• Blackgate Penitentiary appears in Beware the Batman. It is mentioned as a prison where patients were submitted to a radical psychiatric procedure to cure criminally insane villains. Inmates include Lunkhead and Margaret Sorrow. Later additions include Simon Stagg, Professor Pyg, Mister Toad, Tobias Whale, Phosphorus Rex, Cypher, The Key, and Humpty Dumpty. In "Reckoning", Ra's al Ghul arrives at Blackgate and frees Pyg, Toad, Magpie, Whale, Rex, and Cypher, willing to give a piece of Gotham City to whoever brought Batman to him, dead or alive. In "Animal", Batman has himself arrested in order to track down The Key before he could escape. However, both criminals are pursued by the prison's kingpin and most dangerous inmate, Killer Croc.
  • Blackgate Penitentiary appears in Gotham. It first seen in the episode "Harvey Dent" where insane bomb maker Ian Hargrove is abducted from a Blackgate Penitentiary transport to St. Mark Psychiatric Hospital by the Russian mob led by Gregor Kasyanov following Nikolai's death. After the Russian mob was defeated, Ian Hargrove is transferred to the recently opened Arkham Asylum.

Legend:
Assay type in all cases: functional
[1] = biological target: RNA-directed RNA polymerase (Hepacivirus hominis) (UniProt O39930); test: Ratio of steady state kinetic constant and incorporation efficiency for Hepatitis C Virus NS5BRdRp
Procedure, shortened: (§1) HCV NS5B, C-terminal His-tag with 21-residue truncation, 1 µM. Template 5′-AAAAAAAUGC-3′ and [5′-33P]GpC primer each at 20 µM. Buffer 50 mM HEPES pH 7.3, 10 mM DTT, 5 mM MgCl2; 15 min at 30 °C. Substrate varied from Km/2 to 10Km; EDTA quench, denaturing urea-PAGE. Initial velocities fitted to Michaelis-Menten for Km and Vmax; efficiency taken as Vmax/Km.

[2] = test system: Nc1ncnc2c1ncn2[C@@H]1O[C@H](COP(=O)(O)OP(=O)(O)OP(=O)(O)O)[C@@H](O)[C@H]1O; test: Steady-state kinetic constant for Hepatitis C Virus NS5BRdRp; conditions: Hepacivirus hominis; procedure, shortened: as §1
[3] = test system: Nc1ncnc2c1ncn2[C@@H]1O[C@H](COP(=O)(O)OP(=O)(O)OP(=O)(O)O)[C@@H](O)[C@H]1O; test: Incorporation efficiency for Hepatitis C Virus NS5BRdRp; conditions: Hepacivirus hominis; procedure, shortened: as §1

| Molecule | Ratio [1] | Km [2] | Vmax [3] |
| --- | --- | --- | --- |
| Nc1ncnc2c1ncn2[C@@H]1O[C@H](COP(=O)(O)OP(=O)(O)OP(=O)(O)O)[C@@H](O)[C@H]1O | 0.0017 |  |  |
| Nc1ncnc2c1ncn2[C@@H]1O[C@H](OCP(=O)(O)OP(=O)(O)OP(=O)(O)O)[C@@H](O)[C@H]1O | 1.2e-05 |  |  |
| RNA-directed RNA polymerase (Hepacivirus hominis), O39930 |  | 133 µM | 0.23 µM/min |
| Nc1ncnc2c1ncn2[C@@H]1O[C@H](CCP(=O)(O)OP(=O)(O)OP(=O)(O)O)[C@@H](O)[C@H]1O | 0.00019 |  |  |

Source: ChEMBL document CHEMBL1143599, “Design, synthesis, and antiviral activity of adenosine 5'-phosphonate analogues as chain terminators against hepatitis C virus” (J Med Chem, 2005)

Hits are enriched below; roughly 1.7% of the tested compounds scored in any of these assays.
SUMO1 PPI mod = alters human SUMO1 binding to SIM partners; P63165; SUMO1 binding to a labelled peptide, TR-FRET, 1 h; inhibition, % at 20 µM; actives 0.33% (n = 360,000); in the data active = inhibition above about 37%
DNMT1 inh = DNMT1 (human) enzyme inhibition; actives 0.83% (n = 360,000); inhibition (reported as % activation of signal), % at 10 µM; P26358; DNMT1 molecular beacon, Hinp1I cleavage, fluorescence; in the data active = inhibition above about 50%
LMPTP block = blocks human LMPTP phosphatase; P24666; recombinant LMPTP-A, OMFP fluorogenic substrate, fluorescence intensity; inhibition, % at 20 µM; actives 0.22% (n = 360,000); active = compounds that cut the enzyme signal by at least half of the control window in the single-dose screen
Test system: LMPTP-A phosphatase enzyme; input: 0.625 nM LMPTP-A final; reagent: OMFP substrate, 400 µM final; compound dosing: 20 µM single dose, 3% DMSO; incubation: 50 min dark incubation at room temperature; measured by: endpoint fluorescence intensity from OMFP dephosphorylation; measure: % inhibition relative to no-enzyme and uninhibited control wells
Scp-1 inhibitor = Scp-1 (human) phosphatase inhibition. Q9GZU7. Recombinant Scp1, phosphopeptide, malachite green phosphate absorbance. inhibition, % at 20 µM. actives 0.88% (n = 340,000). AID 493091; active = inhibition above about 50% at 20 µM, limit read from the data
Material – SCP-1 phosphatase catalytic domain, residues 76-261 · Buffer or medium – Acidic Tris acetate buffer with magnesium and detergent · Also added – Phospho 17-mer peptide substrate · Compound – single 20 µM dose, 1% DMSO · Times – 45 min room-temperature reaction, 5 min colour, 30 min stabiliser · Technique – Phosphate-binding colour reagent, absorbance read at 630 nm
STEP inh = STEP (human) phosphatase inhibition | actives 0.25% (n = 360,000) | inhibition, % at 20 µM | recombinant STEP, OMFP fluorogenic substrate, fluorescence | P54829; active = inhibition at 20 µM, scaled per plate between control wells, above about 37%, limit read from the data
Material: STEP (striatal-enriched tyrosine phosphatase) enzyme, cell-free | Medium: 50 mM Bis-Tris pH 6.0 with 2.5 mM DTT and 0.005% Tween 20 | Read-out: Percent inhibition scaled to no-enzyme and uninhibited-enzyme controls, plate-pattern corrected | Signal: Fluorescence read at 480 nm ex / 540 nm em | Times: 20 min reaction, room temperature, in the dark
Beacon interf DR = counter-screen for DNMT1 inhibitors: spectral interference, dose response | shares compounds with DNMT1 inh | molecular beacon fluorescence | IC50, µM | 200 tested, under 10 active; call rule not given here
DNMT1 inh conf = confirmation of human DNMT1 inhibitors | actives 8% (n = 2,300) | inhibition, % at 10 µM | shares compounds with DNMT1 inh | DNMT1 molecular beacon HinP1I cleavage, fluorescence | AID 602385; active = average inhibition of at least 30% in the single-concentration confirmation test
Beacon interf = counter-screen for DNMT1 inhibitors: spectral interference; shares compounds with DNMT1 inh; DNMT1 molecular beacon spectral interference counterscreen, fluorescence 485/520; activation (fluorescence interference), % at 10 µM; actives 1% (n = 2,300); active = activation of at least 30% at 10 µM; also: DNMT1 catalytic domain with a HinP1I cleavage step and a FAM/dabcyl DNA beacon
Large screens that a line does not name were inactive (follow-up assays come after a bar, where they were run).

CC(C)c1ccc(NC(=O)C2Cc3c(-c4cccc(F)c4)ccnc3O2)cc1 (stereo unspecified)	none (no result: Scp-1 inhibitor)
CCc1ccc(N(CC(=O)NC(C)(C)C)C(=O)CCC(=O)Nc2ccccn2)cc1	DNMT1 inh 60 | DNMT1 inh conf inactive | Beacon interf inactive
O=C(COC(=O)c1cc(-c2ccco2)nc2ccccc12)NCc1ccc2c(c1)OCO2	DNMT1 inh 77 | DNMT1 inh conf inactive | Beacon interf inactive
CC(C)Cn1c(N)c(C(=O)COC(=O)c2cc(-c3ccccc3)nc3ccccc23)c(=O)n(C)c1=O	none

• Blackgate was mentioned by Eddie Slick/Sand Demon in The Flash episode "The Flash of Two Worlds".


  • Blackgate Penitentiary is referenced in the "Field Test" portion of Batman: Gotham Knight. After stopping a gang war between Sal Maroni and the Russian at the docks, Batman restrains them and tells the Russian to keep the docks and for Sal to stay in the slum as he also quotes "That's the arrangement 'til I can get something on you. And then you can fight over who gets the top bunk in Blackgate. Got it?!"

Video games

  • The 2003 video game Batman: Rise of Sin Tzu, set in the continuity of Batman: The Animated Series, features Stonegate Penitentiary as the title villain causes a jailbreak.
  • The backstory of Batman: Arkham Asylum mentions that a fire at Blackgate has forced many of the inmates to be temporarily housed at Arkham Asylum until Blackgate was rebuilt. In truth, the event was engineered by the Joker in order to get his army of henchmen into Arkham for his master plan that involves the Titan Compound that he in one of his alias manipulated Dr. Penny Young into making. The Blackgate prisoners are the most common enemies in the game, acting as both foot soldiers and test subjects for the Titan compound.